One of the main clinical applications of speech technology is in voice-enabled assistive technology for people with disordered speech. Progress in this area is hampered by a sparseness in suitable data and recent research have focused on ways of incorporating knowledge about typical (i.e., un-impaired) speech through the use of e.g., deep belief neural networks. This paper presents a new way of using deep belief neural networks trained on typical speech, namely to improve pronunciations for individual speakers. Analysis of the posterior probabilities show a clear correlation between measured pronunciation edisorderedness' and the overall speech recognition performance of the full system. Based on this, we propose a method to use deep belief network outputs to i) identify which words are pronounced differently than what would be expected from a typical pronunciation, and ii) subsequently generate new pronunciations. We investigate different methods for pronunciation generation as well as what is the best way of using the modified pronunciations to inform the system development stages. Using the UAspeech database of disordered speech, we demonstrate improvement in average accuracy of 69.76% to 70.51%, with some speakers showing individual improvements of up to 10%.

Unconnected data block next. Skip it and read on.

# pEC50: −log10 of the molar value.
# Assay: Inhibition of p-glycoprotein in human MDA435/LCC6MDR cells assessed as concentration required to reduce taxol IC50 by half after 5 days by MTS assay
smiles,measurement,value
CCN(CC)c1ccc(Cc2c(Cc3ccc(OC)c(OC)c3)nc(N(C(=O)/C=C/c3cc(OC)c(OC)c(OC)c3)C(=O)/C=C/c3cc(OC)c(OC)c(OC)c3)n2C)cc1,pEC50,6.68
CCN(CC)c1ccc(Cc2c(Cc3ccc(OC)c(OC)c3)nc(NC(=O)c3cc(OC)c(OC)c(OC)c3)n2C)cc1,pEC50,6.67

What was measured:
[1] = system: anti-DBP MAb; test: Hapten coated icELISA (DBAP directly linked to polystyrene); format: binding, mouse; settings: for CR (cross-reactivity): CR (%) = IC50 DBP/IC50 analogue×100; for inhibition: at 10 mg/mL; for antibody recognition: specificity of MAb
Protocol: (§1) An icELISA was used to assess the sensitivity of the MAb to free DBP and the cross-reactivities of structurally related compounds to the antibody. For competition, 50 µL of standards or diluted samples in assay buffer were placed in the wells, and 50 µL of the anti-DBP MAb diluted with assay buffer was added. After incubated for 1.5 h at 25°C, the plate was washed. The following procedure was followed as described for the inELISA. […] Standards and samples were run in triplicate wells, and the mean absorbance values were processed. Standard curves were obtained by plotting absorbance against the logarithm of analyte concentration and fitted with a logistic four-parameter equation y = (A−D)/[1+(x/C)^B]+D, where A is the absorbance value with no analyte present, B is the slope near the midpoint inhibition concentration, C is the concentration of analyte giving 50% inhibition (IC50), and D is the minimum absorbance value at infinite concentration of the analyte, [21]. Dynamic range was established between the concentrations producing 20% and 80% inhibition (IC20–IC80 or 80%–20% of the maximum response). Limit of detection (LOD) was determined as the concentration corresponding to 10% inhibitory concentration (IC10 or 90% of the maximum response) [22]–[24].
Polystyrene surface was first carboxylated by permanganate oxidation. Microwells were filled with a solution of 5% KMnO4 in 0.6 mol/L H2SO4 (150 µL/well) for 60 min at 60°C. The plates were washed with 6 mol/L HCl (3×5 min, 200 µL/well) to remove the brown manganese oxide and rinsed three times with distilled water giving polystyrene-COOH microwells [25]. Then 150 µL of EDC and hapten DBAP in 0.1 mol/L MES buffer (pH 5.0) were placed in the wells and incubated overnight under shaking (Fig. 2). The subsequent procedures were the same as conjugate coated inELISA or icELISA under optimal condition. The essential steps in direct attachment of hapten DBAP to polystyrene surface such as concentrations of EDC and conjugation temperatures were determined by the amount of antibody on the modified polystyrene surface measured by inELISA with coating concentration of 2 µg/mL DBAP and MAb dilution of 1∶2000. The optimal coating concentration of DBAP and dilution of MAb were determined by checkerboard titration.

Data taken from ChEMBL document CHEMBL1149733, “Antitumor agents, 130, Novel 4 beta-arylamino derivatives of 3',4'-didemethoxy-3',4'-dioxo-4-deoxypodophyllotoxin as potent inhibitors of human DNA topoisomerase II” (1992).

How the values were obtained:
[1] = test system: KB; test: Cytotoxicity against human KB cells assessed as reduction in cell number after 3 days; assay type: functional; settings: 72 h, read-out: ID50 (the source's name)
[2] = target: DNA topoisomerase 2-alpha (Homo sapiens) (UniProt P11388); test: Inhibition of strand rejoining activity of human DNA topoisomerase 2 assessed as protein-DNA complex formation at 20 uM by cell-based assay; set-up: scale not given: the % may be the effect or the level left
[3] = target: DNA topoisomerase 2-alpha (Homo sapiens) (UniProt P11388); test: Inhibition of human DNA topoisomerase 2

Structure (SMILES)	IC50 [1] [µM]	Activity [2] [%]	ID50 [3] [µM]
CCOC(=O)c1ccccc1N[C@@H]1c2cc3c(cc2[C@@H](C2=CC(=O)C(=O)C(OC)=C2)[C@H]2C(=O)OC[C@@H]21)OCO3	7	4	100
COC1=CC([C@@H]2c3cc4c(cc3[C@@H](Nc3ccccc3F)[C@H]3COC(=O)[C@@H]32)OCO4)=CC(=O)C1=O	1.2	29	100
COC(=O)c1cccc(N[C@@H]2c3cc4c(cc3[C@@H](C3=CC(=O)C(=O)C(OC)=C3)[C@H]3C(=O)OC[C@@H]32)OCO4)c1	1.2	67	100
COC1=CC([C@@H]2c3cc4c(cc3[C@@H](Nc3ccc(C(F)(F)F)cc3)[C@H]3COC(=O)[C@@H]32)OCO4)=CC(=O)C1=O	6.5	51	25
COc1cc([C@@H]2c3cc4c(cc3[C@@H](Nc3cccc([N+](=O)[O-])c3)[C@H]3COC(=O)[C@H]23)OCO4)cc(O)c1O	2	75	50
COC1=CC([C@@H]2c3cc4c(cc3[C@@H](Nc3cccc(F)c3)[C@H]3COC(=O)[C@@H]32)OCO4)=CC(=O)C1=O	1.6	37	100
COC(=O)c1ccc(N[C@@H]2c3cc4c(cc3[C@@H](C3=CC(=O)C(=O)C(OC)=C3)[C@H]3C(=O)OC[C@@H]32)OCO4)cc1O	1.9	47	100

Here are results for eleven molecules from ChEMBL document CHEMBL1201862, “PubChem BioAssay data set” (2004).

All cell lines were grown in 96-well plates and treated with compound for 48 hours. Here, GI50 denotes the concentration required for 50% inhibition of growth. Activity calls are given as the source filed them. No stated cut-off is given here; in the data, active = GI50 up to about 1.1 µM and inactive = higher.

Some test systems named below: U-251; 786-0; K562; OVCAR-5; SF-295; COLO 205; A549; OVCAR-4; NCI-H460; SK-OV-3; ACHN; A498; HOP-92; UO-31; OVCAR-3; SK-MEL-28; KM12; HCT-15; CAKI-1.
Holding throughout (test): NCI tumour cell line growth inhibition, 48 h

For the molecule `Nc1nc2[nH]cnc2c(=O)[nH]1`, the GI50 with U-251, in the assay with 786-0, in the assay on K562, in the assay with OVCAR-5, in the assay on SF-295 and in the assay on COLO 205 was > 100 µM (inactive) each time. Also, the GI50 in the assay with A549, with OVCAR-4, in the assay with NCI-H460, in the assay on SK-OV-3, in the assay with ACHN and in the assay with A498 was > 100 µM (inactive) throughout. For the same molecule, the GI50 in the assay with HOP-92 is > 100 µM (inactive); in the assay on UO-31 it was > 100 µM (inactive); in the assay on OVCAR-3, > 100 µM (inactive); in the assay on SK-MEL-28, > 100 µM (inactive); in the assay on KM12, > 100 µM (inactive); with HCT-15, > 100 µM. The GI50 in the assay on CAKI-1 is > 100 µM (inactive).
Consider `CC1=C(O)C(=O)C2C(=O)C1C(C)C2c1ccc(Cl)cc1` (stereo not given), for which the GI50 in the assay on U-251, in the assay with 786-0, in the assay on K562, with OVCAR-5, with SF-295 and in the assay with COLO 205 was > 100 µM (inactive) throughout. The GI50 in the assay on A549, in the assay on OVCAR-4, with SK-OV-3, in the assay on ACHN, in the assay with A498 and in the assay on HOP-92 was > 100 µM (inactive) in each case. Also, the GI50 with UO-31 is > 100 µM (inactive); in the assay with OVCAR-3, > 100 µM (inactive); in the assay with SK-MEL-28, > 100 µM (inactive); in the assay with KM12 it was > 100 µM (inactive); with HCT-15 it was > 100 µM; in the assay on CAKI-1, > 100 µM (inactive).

Bibliographic reference. Christensen, H. / Green, Phil D. / Hain, Thomas (2013): "Learning speaker-specific pronunciations of disordered speech", In INTERSPEECH-2013, 1159-1163.